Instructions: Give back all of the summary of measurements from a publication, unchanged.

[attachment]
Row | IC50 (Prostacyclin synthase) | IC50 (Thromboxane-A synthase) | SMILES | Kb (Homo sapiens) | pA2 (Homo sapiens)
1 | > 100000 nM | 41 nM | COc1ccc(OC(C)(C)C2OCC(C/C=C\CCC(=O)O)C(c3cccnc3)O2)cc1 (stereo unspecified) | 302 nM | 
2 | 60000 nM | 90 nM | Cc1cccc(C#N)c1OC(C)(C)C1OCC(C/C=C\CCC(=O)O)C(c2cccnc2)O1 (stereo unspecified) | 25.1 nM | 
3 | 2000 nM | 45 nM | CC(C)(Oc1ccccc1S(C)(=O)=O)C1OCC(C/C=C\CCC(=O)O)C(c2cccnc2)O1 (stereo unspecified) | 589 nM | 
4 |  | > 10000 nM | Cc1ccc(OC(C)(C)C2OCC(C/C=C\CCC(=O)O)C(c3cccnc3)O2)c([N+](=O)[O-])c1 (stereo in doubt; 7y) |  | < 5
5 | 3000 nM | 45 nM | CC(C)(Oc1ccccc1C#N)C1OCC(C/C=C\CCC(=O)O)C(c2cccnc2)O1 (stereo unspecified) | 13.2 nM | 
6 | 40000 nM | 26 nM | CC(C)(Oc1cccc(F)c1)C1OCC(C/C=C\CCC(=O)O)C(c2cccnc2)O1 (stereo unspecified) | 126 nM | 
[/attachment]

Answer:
Row | IC50 (Prostacyclin synthase) | IC50 (Thromboxane-A synthase) | SMILES | Kb (Homo sapiens) | pA2 (Homo sapiens)
1 | > 100000 nM | 41 nM | COc1ccc(OC(C)(C)C2OCC(C/C=C\CCC(=O)O)C(c3cccnc3)O2)cc1 (stereo unspecified) | 302 nM | 
2 | 60000 nM | 90 nM | Cc1cccc(C#N)c1OC(C)(C)C1OCC(C/C=C\CCC(=O)O)C(c2cccnc2)O1 (stereo unspecified) | 25.1 nM | 
3 | 2000 nM | 45 nM | CC(C)(Oc1ccccc1S(C)(=O)=O)C1OCC(C/C=C\CCC(=O)O)C(c2cccnc2)O1 (stereo unspecified) | 589 nM | 
4 |  | > 10000 nM | Cc1ccc(OC(C)(C)C2OCC(C/C=C\CCC(=O)O)C(c3cccnc3)O2)c([N+](=O)[O-])c1 (stereo in doubt; 7y) |  | < 5
5 | 3000 nM | 45 nM | CC(C)(Oc1ccccc1C#N)C1OCC(C/C=C\CCC(=O)O)C(c2cccnc2)O1 (stereo unspecified) | 13.2 nM | 
6 | 40000 nM | 26 nM | CC(C)(Oc1cccc(F)c1)C1OCC(C/C=C\CCC(=O)O)C(c2cccnc2)O1 (stereo unspecified) | 126 nM | 